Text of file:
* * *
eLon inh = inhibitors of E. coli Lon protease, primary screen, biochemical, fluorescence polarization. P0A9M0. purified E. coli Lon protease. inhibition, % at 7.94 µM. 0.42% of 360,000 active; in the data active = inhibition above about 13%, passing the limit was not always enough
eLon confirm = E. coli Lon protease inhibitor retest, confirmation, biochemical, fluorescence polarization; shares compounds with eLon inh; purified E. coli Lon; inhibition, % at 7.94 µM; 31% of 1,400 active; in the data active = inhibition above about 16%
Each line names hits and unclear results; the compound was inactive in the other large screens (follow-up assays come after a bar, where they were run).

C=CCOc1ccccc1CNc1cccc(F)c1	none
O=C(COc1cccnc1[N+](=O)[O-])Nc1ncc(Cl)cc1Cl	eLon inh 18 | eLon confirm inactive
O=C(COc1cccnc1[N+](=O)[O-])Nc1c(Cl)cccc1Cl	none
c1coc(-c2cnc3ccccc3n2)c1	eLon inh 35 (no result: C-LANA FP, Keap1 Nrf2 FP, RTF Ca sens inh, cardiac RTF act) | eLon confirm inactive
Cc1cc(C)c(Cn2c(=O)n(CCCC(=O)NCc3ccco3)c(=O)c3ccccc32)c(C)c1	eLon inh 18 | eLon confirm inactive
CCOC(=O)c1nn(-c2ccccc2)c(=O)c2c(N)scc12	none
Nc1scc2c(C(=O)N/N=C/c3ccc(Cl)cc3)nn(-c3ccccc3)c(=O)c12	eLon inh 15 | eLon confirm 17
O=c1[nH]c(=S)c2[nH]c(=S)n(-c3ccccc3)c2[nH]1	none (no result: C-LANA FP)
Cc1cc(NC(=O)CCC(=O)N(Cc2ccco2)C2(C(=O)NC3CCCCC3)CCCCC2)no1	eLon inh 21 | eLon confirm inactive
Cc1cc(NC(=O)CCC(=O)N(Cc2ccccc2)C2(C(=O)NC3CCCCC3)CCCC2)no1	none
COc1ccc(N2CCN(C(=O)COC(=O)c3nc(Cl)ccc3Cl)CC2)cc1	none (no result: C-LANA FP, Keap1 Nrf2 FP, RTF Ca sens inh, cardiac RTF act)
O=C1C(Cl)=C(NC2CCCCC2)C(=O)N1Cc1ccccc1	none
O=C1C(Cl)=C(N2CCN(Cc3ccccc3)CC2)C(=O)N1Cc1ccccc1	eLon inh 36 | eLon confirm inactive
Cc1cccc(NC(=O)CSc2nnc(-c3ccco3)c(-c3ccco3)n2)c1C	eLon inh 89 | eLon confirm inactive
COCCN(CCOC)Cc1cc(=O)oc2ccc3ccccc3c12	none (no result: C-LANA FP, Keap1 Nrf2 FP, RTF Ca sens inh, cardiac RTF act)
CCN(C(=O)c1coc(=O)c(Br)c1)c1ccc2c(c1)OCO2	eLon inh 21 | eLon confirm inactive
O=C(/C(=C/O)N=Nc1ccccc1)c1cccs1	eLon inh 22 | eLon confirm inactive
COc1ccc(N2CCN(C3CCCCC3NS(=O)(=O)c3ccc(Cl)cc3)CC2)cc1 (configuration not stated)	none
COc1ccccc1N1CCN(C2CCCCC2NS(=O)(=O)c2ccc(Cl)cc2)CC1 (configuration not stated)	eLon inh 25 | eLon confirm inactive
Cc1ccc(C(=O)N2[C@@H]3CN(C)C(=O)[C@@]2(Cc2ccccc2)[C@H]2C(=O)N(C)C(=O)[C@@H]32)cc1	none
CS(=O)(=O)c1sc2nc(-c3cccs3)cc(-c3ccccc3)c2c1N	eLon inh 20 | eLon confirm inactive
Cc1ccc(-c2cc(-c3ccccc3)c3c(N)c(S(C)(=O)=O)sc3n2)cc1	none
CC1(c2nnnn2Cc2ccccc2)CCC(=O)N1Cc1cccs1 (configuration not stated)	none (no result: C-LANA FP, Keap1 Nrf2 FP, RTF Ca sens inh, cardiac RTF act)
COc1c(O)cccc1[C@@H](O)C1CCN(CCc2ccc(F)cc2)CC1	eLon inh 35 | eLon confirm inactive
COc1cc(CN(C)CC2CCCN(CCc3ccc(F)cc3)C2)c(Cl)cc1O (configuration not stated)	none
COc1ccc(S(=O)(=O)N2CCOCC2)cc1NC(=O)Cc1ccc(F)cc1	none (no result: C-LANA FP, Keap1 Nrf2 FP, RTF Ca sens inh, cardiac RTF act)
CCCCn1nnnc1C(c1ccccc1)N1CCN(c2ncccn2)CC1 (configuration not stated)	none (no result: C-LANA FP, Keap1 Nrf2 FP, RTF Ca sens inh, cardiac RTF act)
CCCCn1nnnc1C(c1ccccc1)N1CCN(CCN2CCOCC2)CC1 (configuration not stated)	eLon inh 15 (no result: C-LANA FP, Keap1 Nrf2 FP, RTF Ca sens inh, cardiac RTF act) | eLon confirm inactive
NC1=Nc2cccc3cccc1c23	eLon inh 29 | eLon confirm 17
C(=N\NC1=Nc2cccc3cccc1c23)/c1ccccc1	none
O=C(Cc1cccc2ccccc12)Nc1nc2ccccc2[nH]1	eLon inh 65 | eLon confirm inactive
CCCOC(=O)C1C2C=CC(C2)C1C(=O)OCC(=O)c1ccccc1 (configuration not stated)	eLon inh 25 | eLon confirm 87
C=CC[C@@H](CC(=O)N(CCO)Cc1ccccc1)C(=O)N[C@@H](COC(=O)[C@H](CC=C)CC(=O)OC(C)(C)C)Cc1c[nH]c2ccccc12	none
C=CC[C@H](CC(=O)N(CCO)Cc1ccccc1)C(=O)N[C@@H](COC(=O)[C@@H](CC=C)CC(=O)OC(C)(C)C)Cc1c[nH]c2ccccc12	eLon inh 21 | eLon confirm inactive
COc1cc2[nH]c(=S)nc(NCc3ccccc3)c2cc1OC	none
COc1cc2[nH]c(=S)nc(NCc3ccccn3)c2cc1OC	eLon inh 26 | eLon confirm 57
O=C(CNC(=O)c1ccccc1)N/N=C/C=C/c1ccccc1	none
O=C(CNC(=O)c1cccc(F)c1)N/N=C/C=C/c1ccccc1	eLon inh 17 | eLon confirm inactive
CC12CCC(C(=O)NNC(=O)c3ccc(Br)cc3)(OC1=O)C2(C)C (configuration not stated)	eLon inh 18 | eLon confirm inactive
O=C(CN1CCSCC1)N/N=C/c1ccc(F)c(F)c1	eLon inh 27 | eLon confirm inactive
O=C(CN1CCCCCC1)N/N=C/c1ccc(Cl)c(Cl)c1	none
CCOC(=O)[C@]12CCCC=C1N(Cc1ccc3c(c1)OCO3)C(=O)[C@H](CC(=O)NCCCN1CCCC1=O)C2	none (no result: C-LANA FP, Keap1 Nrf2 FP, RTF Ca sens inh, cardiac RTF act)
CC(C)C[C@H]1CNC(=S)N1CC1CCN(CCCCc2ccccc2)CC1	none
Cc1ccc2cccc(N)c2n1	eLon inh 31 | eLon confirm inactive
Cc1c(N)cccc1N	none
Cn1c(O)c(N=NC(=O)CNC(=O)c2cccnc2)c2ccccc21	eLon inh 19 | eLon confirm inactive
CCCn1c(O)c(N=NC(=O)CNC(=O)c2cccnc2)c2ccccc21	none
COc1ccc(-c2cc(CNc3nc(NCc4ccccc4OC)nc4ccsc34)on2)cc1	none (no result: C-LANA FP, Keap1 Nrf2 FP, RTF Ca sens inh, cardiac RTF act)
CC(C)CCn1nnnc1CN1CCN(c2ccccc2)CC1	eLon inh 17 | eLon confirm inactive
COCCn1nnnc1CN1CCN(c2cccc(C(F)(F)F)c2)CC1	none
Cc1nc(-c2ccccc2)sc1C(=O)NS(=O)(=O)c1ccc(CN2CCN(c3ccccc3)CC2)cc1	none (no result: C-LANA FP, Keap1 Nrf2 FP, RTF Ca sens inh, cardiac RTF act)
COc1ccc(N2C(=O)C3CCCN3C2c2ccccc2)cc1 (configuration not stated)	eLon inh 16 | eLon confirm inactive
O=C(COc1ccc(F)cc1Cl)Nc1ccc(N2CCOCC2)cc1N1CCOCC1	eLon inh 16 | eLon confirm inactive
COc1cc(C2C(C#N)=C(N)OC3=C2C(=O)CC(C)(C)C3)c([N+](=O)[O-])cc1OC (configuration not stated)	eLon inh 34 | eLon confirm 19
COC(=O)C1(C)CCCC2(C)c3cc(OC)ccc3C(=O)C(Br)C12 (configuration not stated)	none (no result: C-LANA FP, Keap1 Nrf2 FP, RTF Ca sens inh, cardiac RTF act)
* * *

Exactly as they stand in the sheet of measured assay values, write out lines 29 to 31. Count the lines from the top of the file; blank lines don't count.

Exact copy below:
COc1ccc(S(=O)(=O)N2CCOCC2)cc1NC(=O)Cc1ccc(F)cc1	none (no result: C-LANA FP, Keap1 Nrf2 FP, RTF Ca sens inh, cardiac RTF act)
CCCCn1nnnc1C(c1ccccc1)N1CCN(c2ncccn2)CC1 (configuration not stated)	none (no result: C-LANA FP, Keap1 Nrf2 FP, RTF Ca sens inh, cardiac RTF act)
CCCCn1nnnc1C(c1ccccc1)N1CCN(CCN2CCOCC2)CC1 (configuration not stated)	eLon inh 15 (no result: C-LANA FP, Keap1 Nrf2 FP, RTF Ca sens inh, cardiac RTF act) | eLon confirm inactive